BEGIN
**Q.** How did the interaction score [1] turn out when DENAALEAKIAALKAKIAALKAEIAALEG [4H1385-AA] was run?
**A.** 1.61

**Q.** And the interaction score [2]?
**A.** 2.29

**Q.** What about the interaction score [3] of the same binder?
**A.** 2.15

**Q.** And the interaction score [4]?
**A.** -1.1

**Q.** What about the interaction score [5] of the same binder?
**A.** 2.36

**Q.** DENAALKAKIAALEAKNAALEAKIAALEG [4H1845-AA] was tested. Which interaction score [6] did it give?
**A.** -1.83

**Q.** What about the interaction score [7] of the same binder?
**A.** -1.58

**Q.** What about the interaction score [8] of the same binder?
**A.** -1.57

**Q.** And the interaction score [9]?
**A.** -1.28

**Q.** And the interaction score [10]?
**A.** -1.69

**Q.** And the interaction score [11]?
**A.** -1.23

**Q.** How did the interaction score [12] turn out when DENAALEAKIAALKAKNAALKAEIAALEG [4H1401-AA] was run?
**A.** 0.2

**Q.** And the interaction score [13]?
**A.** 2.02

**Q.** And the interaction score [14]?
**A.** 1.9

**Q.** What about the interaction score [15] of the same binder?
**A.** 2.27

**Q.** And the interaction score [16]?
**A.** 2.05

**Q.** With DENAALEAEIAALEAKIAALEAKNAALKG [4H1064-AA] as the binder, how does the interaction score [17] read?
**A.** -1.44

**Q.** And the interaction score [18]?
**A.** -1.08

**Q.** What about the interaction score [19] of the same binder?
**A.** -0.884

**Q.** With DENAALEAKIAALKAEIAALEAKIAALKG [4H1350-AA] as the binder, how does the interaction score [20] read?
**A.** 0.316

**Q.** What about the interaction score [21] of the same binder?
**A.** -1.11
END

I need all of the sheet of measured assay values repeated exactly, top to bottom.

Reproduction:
**Q.** How did the interaction score [1] turn out when DENAALEAKIAALKAKIAALKAEIAALEG [4H1385-AA] was run?
**A.** 1.61

**Q.** And the interaction score [2]?
**A.** 2.29

**Q.** What about the interaction score [3] of the same binder?
**A.** 2.15

**Q.** And the interaction score [4]?
**A.** -1.1

**Q.** What about the interaction score [5] of the same binder?
**A.** 2.36

**Q.** DENAALKAKIAALEAKNAALEAKIAALEG [4H1845-AA] was tested. Which interaction score [6] did it give?
**A.** -1.83

**Q.** What about the interaction score [7] of the same binder?
**A.** -1.58

**Q.** What about the interaction score [8] of the same binder?
**A.** -1.57

**Q.** And the interaction score [9]?
**A.** -1.28

**Q.** And the interaction score [10]?
**A.** -1.69

**Q.** And the interaction score [11]?
**A.** -1.23

**Q.** How did the interaction score [12] turn out when DENAALEAKIAALKAKNAALKAEIAALEG [4H1401-AA] was run?
**A.** 0.2

**Q.** And the interaction score [13]?
**A.** 2.02

**Q.** And the interaction score [14]?
**A.** 1.9

**Q.** What about the interaction score [15] of the same binder?
**A.** 2.27

**Q.** And the interaction score [16]?
**A.** 2.05

**Q.** With DENAALEAEIAALEAKIAALEAKNAALKG [4H1064-AA] as the binder, how does the interaction score [17] read?
**A.** -1.44

**Q.** And the interaction score [18]?
**A.** -1.08

**Q.** What about the interaction score [19] of the same binder?
**A.** -0.884

**Q.** With DENAALEAKIAALKAEIAALEAKIAALKG [4H1350-AA] as the binder, how does the interaction score [20] read?
**A.** 0.316

**Q.** What about the interaction score [21] of the same binder?
**A.** -1.11